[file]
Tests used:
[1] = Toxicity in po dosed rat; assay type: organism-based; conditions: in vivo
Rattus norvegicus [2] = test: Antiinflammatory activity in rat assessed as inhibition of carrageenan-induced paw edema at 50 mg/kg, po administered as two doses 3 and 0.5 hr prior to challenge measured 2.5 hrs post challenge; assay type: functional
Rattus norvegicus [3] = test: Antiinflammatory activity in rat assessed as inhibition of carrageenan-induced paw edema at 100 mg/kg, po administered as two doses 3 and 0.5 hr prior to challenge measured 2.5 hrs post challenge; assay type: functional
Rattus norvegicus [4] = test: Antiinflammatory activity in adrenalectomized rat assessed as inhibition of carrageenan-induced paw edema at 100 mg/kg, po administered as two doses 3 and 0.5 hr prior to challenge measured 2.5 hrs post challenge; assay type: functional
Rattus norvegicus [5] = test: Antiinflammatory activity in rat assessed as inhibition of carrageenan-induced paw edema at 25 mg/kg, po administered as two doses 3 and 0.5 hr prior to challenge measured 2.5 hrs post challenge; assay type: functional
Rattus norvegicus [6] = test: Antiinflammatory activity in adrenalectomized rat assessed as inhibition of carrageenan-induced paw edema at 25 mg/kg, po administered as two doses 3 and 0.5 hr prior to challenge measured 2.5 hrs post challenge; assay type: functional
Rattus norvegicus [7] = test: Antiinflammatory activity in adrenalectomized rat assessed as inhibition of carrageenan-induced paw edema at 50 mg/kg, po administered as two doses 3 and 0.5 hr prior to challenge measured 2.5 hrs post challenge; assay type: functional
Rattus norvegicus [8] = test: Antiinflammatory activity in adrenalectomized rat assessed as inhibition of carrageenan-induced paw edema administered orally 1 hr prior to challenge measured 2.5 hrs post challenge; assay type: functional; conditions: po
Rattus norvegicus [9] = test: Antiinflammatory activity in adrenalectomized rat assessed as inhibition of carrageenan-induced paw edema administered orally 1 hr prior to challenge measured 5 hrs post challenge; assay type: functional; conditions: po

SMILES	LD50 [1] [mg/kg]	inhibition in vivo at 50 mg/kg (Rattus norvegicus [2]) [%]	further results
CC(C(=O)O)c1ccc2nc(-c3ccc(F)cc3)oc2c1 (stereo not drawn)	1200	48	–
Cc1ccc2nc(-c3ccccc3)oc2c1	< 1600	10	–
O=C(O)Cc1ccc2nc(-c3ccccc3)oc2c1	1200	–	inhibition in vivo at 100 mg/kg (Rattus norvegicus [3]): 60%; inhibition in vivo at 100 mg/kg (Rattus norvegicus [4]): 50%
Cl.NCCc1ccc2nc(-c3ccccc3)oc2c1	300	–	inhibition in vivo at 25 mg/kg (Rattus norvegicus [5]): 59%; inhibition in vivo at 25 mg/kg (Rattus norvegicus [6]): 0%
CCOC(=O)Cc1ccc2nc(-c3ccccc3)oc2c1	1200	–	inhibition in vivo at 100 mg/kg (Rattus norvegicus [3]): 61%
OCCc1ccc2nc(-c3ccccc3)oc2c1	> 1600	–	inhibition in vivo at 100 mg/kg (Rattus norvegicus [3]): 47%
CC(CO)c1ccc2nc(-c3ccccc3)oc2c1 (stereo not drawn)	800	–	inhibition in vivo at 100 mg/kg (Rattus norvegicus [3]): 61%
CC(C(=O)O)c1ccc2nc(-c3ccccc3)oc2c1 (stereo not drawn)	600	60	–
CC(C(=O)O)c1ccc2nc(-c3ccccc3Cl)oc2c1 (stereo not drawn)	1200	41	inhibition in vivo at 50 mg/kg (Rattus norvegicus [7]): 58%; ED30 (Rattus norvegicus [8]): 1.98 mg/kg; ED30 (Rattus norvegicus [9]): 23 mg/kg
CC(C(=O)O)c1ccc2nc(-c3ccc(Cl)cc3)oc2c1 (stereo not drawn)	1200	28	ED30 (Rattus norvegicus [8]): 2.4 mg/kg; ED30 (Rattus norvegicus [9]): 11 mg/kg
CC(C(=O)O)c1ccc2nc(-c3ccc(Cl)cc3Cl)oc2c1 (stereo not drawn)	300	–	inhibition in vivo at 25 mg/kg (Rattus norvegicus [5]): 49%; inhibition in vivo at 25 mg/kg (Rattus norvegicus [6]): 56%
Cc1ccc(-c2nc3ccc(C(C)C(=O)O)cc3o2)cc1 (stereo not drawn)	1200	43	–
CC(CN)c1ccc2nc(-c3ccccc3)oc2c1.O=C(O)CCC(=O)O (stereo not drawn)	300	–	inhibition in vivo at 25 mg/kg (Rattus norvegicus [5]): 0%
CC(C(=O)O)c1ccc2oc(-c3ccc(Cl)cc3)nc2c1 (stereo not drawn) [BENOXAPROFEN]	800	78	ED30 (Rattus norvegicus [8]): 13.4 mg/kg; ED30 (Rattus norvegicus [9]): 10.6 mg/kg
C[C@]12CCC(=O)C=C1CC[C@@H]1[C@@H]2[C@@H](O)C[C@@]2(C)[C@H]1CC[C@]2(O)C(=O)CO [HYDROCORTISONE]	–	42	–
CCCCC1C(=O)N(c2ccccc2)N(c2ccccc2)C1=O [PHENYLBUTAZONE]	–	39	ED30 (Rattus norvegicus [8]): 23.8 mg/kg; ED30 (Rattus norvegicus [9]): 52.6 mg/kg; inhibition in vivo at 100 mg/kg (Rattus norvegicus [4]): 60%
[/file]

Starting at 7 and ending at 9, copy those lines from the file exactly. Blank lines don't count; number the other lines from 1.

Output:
Rattus norvegicus [6] = test: Antiinflammatory activity in adrenalectomized rat assessed as inhibition of carrageenan-induced paw edema at 25 mg/kg, po administered as two doses 3 and 0.5 hr prior to challenge measured 2.5 hrs post challenge; assay type: functional
Rattus norvegicus [7] = test: Antiinflammatory activity in adrenalectomized rat assessed as inhibition of carrageenan-induced paw edema at 50 mg/kg, po administered as two doses 3 and 0.5 hr prior to challenge measured 2.5 hrs post challenge; assay type: functional
Rattus norvegicus [8] = test: Antiinflammatory activity in adrenalectomized rat assessed as inhibition of carrageenan-induced paw edema administered orally 1 hr prior to challenge measured 2.5 hrs post challenge; assay type: functional; conditions: po